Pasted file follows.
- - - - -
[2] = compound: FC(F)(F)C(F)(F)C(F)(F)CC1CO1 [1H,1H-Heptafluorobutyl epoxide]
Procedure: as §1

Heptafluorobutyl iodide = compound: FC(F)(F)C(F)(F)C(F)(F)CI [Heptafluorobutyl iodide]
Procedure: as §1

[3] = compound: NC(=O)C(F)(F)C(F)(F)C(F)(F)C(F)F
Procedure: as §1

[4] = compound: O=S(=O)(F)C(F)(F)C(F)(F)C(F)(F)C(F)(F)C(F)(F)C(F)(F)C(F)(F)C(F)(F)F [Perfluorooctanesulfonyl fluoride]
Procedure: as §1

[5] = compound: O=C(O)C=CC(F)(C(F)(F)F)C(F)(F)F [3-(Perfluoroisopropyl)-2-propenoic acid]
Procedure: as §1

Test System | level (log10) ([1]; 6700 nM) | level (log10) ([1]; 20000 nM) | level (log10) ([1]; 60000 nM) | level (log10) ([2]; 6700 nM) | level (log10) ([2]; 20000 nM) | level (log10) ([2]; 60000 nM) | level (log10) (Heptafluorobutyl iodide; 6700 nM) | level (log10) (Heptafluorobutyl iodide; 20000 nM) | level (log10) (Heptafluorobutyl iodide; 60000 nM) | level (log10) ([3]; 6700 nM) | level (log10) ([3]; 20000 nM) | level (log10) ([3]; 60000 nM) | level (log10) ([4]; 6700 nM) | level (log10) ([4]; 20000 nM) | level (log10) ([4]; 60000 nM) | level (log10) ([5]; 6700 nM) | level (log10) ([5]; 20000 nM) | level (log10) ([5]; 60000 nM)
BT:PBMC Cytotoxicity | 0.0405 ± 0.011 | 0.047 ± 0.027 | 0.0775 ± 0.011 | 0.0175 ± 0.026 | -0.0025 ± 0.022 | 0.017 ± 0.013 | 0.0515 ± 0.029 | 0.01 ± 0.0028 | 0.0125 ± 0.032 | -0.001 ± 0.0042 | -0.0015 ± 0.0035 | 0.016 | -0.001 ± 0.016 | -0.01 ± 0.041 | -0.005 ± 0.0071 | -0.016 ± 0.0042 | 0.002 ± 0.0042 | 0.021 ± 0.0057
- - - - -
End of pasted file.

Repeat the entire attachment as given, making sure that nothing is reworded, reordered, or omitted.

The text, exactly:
[2] = compound: FC(F)(F)C(F)(F)C(F)(F)CC1CO1 [1H,1H-Heptafluorobutyl epoxide]
Procedure: as §1

Heptafluorobutyl iodide = compound: FC(F)(F)C(F)(F)C(F)(F)CI [Heptafluorobutyl iodide]
Procedure: as §1

[3] = compound: NC(=O)C(F)(F)C(F)(F)C(F)(F)C(F)F
Procedure: as §1

[4] = compound: O=S(=O)(F)C(F)(F)C(F)(F)C(F)(F)C(F)(F)C(F)(F)C(F)(F)C(F)(F)C(F)(F)F [Perfluorooctanesulfonyl fluoride]
Procedure: as §1

[5] = compound: O=C(O)C=CC(F)(C(F)(F)F)C(F)(F)F [3-(Perfluoroisopropyl)-2-propenoic acid]
Procedure: as §1

Test System | level (log10) ([1]; 6700 nM) | level (log10) ([1]; 20000 nM) | level (log10) ([1]; 60000 nM) | level (log10) ([2]; 6700 nM) | level (log10) ([2]; 20000 nM) | level (log10) ([2]; 60000 nM) | level (log10) (Heptafluorobutyl iodide; 6700 nM) | level (log10) (Heptafluorobutyl iodide; 20000 nM) | level (log10) (Heptafluorobutyl iodide; 60000 nM) | level (log10) ([3]; 6700 nM) | level (log10) ([3]; 20000 nM) | level (log10) ([3]; 60000 nM) | level (log10) ([4]; 6700 nM) | level (log10) ([4]; 20000 nM) | level (log10) ([4]; 60000 nM) | level (log10) ([5]; 6700 nM) | level (log10) ([5]; 20000 nM) | level (log10) ([5]; 60000 nM)
BT:PBMC Cytotoxicity | 0.0405 ± 0.011 | 0.047 ± 0.027 | 0.0775 ± 0.011 | 0.0175 ± 0.026 | -0.0025 ± 0.022 | 0.017 ± 0.013 | 0.0515 ± 0.029 | 0.01 ± 0.0028 | 0.0125 ± 0.032 | -0.001 ± 0.0042 | -0.0015 ± 0.0035 | 0.016 | -0.001 ± 0.016 | -0.01 ± 0.041 | -0.005 ± 0.0071 | -0.016 ± 0.0042 | 0.002 ± 0.0042 | 0.021 ± 0.0057